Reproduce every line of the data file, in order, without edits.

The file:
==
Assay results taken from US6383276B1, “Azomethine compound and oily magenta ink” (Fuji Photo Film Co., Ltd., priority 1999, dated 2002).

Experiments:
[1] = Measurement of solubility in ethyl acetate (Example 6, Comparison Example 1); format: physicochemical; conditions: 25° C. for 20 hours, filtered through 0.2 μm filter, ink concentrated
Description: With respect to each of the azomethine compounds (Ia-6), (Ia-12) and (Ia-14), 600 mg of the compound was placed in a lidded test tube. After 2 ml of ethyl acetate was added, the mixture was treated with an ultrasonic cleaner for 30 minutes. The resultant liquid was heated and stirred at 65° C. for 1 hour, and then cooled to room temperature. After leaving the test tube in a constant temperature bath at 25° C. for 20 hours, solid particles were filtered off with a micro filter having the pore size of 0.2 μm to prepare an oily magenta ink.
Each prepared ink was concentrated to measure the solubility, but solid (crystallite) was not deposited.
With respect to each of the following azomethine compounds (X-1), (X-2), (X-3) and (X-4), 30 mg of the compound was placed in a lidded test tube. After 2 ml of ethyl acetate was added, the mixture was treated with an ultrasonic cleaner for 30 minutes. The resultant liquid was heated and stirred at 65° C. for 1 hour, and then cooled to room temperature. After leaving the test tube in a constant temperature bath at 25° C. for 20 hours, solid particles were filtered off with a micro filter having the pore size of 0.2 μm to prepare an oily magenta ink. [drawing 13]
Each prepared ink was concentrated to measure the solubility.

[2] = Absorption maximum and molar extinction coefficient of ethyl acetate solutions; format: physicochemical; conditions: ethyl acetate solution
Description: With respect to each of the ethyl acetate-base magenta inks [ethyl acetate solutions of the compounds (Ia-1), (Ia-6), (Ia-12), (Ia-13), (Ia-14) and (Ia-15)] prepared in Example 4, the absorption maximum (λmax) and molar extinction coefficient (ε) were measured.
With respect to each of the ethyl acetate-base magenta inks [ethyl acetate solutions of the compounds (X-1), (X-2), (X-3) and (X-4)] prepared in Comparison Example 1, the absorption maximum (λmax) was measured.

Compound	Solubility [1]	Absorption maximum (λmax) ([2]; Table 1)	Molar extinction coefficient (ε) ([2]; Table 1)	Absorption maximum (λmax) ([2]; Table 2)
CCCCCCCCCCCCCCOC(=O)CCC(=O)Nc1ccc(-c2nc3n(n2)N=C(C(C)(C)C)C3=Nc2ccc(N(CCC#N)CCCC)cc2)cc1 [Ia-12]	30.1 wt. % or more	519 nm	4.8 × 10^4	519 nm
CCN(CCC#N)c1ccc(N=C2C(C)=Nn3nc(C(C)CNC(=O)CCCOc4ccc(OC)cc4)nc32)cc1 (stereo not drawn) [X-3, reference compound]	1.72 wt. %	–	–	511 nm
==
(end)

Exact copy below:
Assay results taken from US6383276B1, “Azomethine compound and oily magenta ink” (Fuji Photo Film Co., Ltd., priority 1999, dated 2002).

Experiments:
[1] = Measurement of solubility in ethyl acetate (Example 6, Comparison Example 1); format: physicochemical; conditions: 25° C. for 20 hours, filtered through 0.2 μm filter, ink concentrated
Description: With respect to each of the azomethine compounds (Ia-6), (Ia-12) and (Ia-14), 600 mg of the compound was placed in a lidded test tube. After 2 ml of ethyl acetate was added, the mixture was treated with an ultrasonic cleaner for 30 minutes. The resultant liquid was heated and stirred at 65° C. for 1 hour, and then cooled to room temperature. After leaving the test tube in a constant temperature bath at 25° C. for 20 hours, solid particles were filtered off with a micro filter having the pore size of 0.2 μm to prepare an oily magenta ink.
Each prepared ink was concentrated to measure the solubility, but solid (crystallite) was not deposited.
With respect to each of the following azomethine compounds (X-1), (X-2), (X-3) and (X-4), 30 mg of the compound was placed in a lidded test tube. After 2 ml of ethyl acetate was added, the mixture was treated with an ultrasonic cleaner for 30 minutes. The resultant liquid was heated and stirred at 65° C. for 1 hour, and then cooled to room temperature. After leaving the test tube in a constant temperature bath at 25° C. for 20 hours, solid particles were filtered off with a micro filter having the pore size of 0.2 μm to prepare an oily magenta ink. [drawing 13]
Each prepared ink was concentrated to measure the solubility.

[2] = Absorption maximum and molar extinction coefficient of ethyl acetate solutions; format: physicochemical; conditions: ethyl acetate solution
Description: With respect to each of the ethyl acetate-base magenta inks [ethyl acetate solutions of the compounds (Ia-1), (Ia-6), (Ia-12), (Ia-13), (Ia-14) and (Ia-15)] prepared in Example 4, the absorption maximum (λmax) and molar extinction coefficient (ε) were measured.
With respect to each of the ethyl acetate-base magenta inks [ethyl acetate solutions of the compounds (X-1), (X-2), (X-3) and (X-4)] prepared in Comparison Example 1, the absorption maximum (λmax) was measured.

Compound	Solubility [1]	Absorption maximum (λmax) ([2]; Table 1)	Molar extinction coefficient (ε) ([2]; Table 1)	Absorption maximum (λmax) ([2]; Table 2)
CCCCCCCCCCCCCCOC(=O)CCC(=O)Nc1ccc(-c2nc3n(n2)N=C(C(C)(C)C)C3=Nc2ccc(N(CCC#N)CCCC)cc2)cc1 [Ia-12]	30.1 wt. % or more	519 nm	4.8 × 10^4	519 nm
CCN(CCC#N)c1ccc(N=C2C(C)=Nn3nc(C(C)CNC(=O)CCCOc4ccc(OC)cc4)nc32)cc1 (stereo not drawn) [X-3, reference compound]	1.72 wt. %	–	–	511 nm